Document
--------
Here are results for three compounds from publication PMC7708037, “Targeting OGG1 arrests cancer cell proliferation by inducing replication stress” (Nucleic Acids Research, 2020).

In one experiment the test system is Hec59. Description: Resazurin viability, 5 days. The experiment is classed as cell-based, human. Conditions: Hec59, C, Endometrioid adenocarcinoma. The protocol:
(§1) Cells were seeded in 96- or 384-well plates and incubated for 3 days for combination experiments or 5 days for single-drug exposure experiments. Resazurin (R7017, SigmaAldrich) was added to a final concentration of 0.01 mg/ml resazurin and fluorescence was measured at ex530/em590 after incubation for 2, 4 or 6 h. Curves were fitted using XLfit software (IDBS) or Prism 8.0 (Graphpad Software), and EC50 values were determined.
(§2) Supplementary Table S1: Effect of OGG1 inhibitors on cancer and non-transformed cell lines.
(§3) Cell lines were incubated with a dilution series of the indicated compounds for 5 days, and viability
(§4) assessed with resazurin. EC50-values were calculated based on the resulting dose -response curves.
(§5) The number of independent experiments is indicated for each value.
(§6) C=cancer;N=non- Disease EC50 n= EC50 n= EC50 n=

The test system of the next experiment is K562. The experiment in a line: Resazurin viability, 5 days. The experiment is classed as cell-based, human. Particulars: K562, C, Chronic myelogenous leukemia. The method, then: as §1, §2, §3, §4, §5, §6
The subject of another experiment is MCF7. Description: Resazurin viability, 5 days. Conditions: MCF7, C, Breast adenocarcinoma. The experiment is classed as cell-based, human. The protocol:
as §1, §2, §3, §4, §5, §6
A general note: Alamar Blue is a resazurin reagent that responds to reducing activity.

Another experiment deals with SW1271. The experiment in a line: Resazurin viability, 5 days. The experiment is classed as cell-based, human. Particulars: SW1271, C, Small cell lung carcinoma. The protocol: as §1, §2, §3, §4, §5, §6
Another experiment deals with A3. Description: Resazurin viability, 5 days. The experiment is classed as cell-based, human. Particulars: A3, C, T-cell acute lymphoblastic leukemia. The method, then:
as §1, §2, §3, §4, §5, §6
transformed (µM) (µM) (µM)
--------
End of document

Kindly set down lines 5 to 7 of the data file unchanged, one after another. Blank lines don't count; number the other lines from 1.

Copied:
(§3) Cell lines were incubated with a dilution series of the indicated compounds for 5 days, and viability
(§4) assessed with resazurin. EC50-values were calculated based on the resulting dose -response curves.
(§5) The number of independent experiments is indicated for each value.